Rika slumped in her chair, muscles still trembling faintly from her morning workout. Damek sat across from her, while Ahisu had taken the seat at the head of the kitchen table, staring at a point near the oven. On the table in front of them was a basket of fruit, two loaves of bread and a plate of cheese. Rika had no idea where they’d come from. They certainly hadn’t been there yesterday.
Damek caught her eye, frowning slightly. “You weren’t very focused out there today. I hope your magic lessons aren’t distracting you.”
She dropped her head to the table, groaning. “Don’t talk to me about my magic lessons.”
He chuckled. “Oh come on, it can’t have been that bad.”
Rika’s head snapped back up so she could glare at him. “Want to bet? Let’s see, I failed to light the candle, change the taste of the water, make the plant do something, make the air do anything, copy the symbols they did whatever they were supposed to do, change the colour of the iron arrowhead, send my spirit or sense beyond my body, materialize something from home onto the table, and of course, my favourite. Instead of filling the glass with something, I managed to make it shrink.”
Seeing the look Ahisu turned on her, she sighed. “The only test I didn’t mess up was the paper one. So far, my only magical talent seems to be in levitating paper. Not the kind of power I was hoping for. It’s not even anything useful.”
Damek looked to the mage, one eyebrow up. “So what kind of magic does she have?”
“I don’t know,” Ahisu said after several seconds. “I will test her further.”
Rika groaned again and buried her head in her arms. Damek looked to the mage then back to Rika. He cleared his throat and said “Well, we ought to start planning out what we’re going to do when we leave and provision ourselves while we have the chance. I mean, we can’t stay here forever. Not and find you a mage to send you home. I think we should continue on towards the capital. Tomorrow, if we’re ready.”
It took the passing of a handful of heartbeats before Rika raised her head. “What kind of planning?”
“Well,” he said quickly. “We got stopped before right? So we should have our stories down as to who we all are and what we’re doing. Just so that if they try and question us separately, we’ll be ready.”
“Like how you called me Darrika?”
Damek shrugged. “Everyone in my hometown names their children with the same first letter. Darrika was the first name that popped into my head that sounded kind of like yours. I thought it sounded fine.”
Rika had to laugh at his defensive tone. “It’s fine. So if you’re my weird, blue-haired brother, then who’s Ahisu? There’s no way we can say he’s related to us too. We’re enough of a stretch as it is.”
“A family friend. He’s escorting us home. We can say…he had business in the area and we met up and are all travelling back to Cotess together. He’s obviously a mage, so no one’s going to ask why we decided to travel with him. Now we only need to think of a reason for us to have been all the way in Saimore to begin with.”
She frowned for a second, thinking. “Well, you could have been learning more martial arts styles, which you kind of were, and I came with you because…I was looking for new styles and ideas for clothes. I still have an empty notebook and some pencils in my bag. I can draw some outfits, and say that I’m a fashion designer. I actually read a couple of books that had fashion designers as main characters and one that was a how-to guide. I know enough to sound like someone who is a real designer. And as long as they don’t think my drawings are too bad, which they will be since I can’t draw, I can probably pull it off.”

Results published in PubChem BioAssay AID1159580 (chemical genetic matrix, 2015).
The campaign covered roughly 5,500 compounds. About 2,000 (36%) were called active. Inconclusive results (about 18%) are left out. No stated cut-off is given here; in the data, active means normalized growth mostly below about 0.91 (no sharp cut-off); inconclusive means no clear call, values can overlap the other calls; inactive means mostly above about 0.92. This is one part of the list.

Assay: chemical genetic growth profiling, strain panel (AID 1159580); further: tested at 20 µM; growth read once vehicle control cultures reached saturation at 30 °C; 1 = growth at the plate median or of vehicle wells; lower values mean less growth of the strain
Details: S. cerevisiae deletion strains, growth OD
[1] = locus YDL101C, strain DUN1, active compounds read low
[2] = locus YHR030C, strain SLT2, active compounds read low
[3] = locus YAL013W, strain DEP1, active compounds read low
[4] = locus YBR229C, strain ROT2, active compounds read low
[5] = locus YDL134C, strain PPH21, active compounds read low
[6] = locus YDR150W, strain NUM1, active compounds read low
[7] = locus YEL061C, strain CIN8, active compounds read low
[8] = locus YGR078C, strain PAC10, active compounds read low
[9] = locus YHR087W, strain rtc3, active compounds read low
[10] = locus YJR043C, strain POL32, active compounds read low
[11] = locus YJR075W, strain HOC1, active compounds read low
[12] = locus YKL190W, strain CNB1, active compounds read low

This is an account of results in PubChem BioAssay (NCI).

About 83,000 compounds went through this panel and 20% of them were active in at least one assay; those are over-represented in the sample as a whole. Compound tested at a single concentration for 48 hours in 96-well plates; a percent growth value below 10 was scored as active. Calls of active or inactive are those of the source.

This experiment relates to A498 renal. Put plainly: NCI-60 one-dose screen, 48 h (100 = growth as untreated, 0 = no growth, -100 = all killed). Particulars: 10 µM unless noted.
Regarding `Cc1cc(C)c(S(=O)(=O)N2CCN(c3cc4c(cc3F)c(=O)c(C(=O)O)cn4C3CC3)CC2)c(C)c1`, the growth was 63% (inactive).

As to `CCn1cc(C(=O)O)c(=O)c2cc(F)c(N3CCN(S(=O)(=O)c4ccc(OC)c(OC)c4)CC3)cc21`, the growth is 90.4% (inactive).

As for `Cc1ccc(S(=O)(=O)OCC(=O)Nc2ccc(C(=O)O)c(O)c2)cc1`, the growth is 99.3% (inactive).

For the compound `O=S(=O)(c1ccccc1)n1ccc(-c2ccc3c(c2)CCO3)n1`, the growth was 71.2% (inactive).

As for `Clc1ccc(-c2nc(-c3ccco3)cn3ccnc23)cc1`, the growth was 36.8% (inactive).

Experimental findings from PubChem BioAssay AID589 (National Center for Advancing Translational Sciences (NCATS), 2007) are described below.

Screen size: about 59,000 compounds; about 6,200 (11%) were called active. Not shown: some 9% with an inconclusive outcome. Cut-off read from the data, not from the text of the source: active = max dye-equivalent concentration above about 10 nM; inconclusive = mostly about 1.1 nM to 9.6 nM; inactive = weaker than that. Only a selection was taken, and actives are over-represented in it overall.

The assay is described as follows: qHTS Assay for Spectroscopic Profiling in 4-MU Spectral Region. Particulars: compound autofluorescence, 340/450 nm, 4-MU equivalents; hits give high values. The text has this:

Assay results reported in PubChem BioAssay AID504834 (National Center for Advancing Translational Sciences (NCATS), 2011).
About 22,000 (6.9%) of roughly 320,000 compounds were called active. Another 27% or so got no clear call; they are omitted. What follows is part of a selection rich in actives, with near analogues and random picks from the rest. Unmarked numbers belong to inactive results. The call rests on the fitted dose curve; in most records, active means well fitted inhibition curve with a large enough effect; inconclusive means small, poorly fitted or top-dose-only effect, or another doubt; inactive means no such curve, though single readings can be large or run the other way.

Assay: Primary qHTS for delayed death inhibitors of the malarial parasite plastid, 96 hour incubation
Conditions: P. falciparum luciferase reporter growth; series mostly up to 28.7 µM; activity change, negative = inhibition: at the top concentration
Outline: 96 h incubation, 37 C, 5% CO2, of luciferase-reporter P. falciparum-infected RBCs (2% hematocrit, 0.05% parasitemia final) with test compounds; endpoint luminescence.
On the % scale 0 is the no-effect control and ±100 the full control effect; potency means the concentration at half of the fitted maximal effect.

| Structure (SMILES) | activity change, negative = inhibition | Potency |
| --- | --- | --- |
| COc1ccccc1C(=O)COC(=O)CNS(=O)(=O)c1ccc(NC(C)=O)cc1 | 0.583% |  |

Damek grinned. “Perfect! My only concern now is your book. I think it must give off some kind of magic,” he said, glancing at Ahisu for confirmation. When the mage nodded, he continued. “I really think it’d be best if we had Ahisu carry it. He’s very obviously a mage. And to be honest, I think the book’s what the soldiers are looking for. The way they’re looking for foreigners, the way we were attacked, I’m really worried they’re looking for you.”
Rika shook her head, cheeks pale. “That’s what I don’t get. Why would anyone be looking for me? I can’t fight, we’ve already established I’m nearly useless at magic, and it’s not like I was anyone important at home. I was just a normal high school student. Well, mostly normal. And this is another world, so it’s not like anything from home would influence things here, right?”
He sighed. “I don’t know. There’s a lot about this we don’t know and some I don’t think we’ll ever be able to find out. It’s best just to concentrate on what we can do. Which reminds me,” Damek said, before turning his gaze on Ahisu. “I need to talk to you for a minute.”
She watched them walk over to the other side of the room, their backs to her. She frowned, wondering what could have them whispering to each other the way they were, Damek actually glancing at her at one point. Her frown deepened. So they were talking about her, were they? Ahisu might be all but a robot, but Damek was an easier target. For all his mother-henning, she knew she could still fluster him, even make him turn bright red. She’d find out what they were saying soon enough.
YOU ARE READING
Rika is a bibliophile who picked the wrong book to read. Transported to a world like the ones she's always read about, she's not happy to find herself more or less useless. To make matters worse, she's being hunted by two powerful lords and she has...